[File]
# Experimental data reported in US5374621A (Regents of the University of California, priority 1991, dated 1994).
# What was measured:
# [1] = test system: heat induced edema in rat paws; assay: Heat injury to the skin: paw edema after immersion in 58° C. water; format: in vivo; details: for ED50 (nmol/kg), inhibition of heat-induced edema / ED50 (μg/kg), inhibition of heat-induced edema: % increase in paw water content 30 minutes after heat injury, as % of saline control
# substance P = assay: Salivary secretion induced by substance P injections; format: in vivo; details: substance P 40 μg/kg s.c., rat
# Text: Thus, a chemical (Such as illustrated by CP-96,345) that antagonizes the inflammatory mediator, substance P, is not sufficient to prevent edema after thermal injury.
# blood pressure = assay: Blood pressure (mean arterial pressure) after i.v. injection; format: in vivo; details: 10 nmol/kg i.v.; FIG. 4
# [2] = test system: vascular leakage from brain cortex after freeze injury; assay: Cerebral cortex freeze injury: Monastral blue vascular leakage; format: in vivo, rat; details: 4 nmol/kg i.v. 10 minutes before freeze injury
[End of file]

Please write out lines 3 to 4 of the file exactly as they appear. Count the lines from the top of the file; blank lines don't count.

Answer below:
# [1] = test system: heat induced edema in rat paws; assay: Heat injury to the skin: paw edema after immersion in 58° C. water; format: in vivo; details: for ED50 (nmol/kg), inhibition of heat-induced edema / ED50 (μg/kg), inhibition of heat-induced edema: % increase in paw water content 30 minutes after heat injury, as % of saline control
# substance P = assay: Salivary secretion induced by substance P injections; format: in vivo; details: substance P 40 μg/kg s.c., rat